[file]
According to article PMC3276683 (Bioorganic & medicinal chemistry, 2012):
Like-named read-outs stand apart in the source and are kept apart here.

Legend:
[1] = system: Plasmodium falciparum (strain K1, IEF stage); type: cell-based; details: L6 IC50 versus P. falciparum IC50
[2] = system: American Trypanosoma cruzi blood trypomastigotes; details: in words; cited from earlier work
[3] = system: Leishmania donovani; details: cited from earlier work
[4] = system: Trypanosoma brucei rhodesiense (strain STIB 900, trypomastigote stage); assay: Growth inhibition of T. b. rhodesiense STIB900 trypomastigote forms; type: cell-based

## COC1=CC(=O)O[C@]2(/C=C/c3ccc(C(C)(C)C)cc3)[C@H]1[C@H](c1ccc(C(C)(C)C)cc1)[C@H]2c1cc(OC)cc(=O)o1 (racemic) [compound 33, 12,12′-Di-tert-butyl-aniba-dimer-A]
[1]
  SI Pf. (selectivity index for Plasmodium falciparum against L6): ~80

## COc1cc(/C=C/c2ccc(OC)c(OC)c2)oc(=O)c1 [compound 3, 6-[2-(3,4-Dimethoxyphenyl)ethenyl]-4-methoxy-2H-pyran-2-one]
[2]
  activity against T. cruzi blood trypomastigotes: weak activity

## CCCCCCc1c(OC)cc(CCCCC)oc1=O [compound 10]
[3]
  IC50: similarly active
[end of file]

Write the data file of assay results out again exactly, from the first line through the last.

According to article PMC3276683 (Bioorganic & medicinal chemistry, 2012):
Like-named read-outs stand apart in the source and are kept apart here.

Legend:
[1] = system: Plasmodium falciparum (strain K1, IEF stage); type: cell-based; details: L6 IC50 versus P. falciparum IC50
[2] = system: American Trypanosoma cruzi blood trypomastigotes; details: in words; cited from earlier work
[3] = system: Leishmania donovani; details: cited from earlier work
[4] = system: Trypanosoma brucei rhodesiense (strain STIB 900, trypomastigote stage); assay: Growth inhibition of T. b. rhodesiense STIB900 trypomastigote forms; type: cell-based

## COC1=CC(=O)O[C@]2(/C=C/c3ccc(C(C)(C)C)cc3)[C@H]1[C@H](c1ccc(C(C)(C)C)cc1)[C@H]2c1cc(OC)cc(=O)o1 (racemic) [compound 33, 12,12′-Di-tert-butyl-aniba-dimer-A]
[1]
  SI Pf. (selectivity index for Plasmodium falciparum against L6): ~80

## COc1cc(/C=C/c2ccc(OC)c(OC)c2)oc(=O)c1 [compound 3, 6-[2-(3,4-Dimethoxyphenyl)ethenyl]-4-methoxy-2H-pyran-2-one]
[2]
  activity against T. cruzi blood trypomastigotes: weak activity

## CCCCCCc1c(OC)cc(CCCCC)oc1=O [compound 10]
[3]
  IC50: similarly active